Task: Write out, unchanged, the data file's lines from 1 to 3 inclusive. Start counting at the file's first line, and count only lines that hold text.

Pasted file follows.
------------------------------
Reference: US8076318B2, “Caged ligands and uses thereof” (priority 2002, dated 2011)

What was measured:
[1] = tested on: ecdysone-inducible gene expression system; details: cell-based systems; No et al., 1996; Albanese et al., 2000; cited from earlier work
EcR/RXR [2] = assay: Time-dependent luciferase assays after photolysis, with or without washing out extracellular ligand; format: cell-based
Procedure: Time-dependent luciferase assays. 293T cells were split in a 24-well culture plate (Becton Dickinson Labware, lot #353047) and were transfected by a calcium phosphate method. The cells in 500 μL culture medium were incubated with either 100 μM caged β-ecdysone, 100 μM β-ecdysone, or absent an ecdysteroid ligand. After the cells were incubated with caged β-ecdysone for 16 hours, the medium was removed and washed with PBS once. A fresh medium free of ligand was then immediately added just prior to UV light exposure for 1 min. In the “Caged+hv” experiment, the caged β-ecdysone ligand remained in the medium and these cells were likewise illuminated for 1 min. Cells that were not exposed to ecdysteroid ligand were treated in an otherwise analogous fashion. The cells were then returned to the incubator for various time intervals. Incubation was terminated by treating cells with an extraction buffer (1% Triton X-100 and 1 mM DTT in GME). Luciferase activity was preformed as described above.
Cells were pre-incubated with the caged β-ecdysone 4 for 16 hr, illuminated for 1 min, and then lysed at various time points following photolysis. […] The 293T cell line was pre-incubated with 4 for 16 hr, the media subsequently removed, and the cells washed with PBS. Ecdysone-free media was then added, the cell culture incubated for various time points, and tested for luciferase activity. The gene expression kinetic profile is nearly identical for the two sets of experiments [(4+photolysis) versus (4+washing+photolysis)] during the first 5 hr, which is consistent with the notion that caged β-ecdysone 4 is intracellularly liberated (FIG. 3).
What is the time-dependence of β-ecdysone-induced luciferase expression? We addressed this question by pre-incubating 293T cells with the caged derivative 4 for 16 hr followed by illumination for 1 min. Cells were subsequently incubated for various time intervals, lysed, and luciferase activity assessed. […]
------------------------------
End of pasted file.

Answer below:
Reference: US8076318B2, “Caged ligands and uses thereof” (priority 2002, dated 2011)

What was measured:
[1] = tested on: ecdysone-inducible gene expression system; details: cell-based systems; No et al., 1996; Albanese et al., 2000; cited from earlier work